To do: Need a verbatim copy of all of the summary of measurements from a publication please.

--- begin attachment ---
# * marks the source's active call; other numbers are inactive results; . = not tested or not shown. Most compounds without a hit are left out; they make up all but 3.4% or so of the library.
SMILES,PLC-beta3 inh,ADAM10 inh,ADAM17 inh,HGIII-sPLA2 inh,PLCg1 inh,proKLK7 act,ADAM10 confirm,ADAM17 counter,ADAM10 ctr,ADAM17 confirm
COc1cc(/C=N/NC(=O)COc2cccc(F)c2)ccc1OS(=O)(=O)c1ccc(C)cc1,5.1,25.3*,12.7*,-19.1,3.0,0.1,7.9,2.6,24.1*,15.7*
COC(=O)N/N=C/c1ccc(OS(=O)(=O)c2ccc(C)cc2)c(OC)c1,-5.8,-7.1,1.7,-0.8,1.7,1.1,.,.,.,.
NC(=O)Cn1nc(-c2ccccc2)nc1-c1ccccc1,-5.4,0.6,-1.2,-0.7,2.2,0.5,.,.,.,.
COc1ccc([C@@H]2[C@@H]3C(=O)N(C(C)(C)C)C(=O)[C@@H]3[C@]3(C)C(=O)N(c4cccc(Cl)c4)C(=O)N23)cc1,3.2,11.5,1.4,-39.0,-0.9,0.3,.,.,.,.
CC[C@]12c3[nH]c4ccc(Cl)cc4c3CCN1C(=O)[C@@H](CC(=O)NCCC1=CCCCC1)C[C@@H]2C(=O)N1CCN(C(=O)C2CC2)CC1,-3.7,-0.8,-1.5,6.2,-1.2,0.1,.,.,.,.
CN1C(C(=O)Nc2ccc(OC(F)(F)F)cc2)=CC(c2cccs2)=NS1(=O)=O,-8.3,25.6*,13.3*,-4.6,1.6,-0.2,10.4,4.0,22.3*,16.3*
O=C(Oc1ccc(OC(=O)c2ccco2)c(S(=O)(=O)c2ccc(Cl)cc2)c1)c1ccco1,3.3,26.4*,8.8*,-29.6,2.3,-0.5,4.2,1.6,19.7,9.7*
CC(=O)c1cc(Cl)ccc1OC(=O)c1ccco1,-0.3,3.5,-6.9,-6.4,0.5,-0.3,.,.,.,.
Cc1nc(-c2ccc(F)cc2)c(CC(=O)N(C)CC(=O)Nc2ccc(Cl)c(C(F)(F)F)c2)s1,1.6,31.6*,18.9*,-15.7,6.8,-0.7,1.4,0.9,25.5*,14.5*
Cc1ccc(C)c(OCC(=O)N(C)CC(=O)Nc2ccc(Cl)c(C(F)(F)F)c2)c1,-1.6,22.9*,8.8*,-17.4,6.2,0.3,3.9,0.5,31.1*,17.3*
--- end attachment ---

# * marks the source's active call; other numbers are inactive results; . = not tested or not shown. Most compounds without a hit are left out; they make up all but 3.4% or so of the library.
SMILES,PLC-beta3 inh,ADAM10 inh,ADAM17 inh,HGIII-sPLA2 inh,PLCg1 inh,proKLK7 act,ADAM10 confirm,ADAM17 counter,ADAM10 ctr,ADAM17 confirm
COc1cc(/C=N/NC(=O)COc2cccc(F)c2)ccc1OS(=O)(=O)c1ccc(C)cc1,5.1,25.3*,12.7*,-19.1,3.0,0.1,7.9,2.6,24.1*,15.7*
COC(=O)N/N=C/c1ccc(OS(=O)(=O)c2ccc(C)cc2)c(OC)c1,-5.8,-7.1,1.7,-0.8,1.7,1.1,.,.,.,.
NC(=O)Cn1nc(-c2ccccc2)nc1-c1ccccc1,-5.4,0.6,-1.2,-0.7,2.2,0.5,.,.,.,.
COc1ccc([C@@H]2[C@@H]3C(=O)N(C(C)(C)C)C(=O)[C@@H]3[C@]3(C)C(=O)N(c4cccc(Cl)c4)C(=O)N23)cc1,3.2,11.5,1.4,-39.0,-0.9,0.3,.,.,.,.
CC[C@]12c3[nH]c4ccc(Cl)cc4c3CCN1C(=O)[C@@H](CC(=O)NCCC1=CCCCC1)C[C@@H]2C(=O)N1CCN(C(=O)C2CC2)CC1,-3.7,-0.8,-1.5,6.2,-1.2,0.1,.,.,.,.
CN1C(C(=O)Nc2ccc(OC(F)(F)F)cc2)=CC(c2cccs2)=NS1(=O)=O,-8.3,25.6*,13.3*,-4.6,1.6,-0.2,10.4,4.0,22.3*,16.3*
O=C(Oc1ccc(OC(=O)c2ccco2)c(S(=O)(=O)c2ccc(Cl)cc2)c1)c1ccco1,3.3,26.4*,8.8*,-29.6,2.3,-0.5,4.2,1.6,19.7,9.7*
CC(=O)c1cc(Cl)ccc1OC(=O)c1ccco1,-0.3,3.5,-6.9,-6.4,0.5,-0.3,.,.,.,.
Cc1nc(-c2ccc(F)cc2)c(CC(=O)N(C)CC(=O)Nc2ccc(Cl)c(C(F)(F)F)c2)s1,1.6,31.6*,18.9*,-15.7,6.8,-0.7,1.4,0.9,25.5*,14.5*
Cc1ccc(C)c(OCC(=O)N(C)CC(=O)Nc2ccc(Cl)c(C(F)(F)F)c2)c1,-1.6,22.9*,8.8*,-17.4,6.2,0.3,3.9,0.5,31.1*,17.3*